Working Paper

An optimal test for strategic interaction in social and economic network formation between heterogeneous agents

Authors

Andrin Pelican, Bryan S. Graham Andrin Pelican, Bryan S. Graham

Published Date

7 September 2020

Type

Working Paper (CWP42/20)

We introduce a test for whether agents’ preferences over network structure are interdependent. Interdependent preferences induce strategic behavior since the optimal set of links directed by agent i will vary with the configuration of links directed by other agents.

Our model also incorporates agent-specific in- and out-degree heterogeneity and homophily on observable agent attributes. This introduces 2N +K2 nuisance parameters (N is number of agents in the network and K the number of possible agent attribute configurations).

Under the null equilibrium is unique, but our hypothesis is nevertheless a composite one as the degree heterogeneity and homophily nuisance parameters may range freely across their parameter space. Under the alternative our model is incomplete; there may be multiple equilibrium network configurations and our test is agnostic about which one is selected.

Motivated by size control, and exploiting the exponential family structure of our model under the null, we restrict ourselves to conditional tests. We characterize the exact null distribution of a family of conditional tests and introduce a novel Markov Chain Monte Carlo (MCMC) algorithm for simulating this distribution.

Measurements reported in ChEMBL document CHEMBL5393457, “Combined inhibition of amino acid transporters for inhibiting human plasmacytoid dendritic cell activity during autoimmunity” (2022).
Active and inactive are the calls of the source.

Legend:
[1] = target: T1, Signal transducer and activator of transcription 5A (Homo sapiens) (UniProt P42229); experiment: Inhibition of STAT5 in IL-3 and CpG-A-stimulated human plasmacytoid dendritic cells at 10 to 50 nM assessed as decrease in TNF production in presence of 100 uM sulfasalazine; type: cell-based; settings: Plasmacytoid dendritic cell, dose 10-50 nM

We also characterize the locally best test. The form of this test depends upon the gradient of the likelihood with respect to the strategic interaction parameter in the neighborhood of the null. Remarkably, this gradient, and consequently the form of the locally best test statistic, does not depend on how an equilibrium is selected. Exploiting this lack of dependence, we outline a feasible version of the locally best test.

We present two illustrative applications. First, we test for whether nations behave strategically when choosing locations for overseas diplomatic missions. Second, we test for whether firms prefer to sell to firms with richer customer bases (i.e., whether firms value “indirect customers”). Some Monte Carlo experiments explore the size and power properties of our test in practice.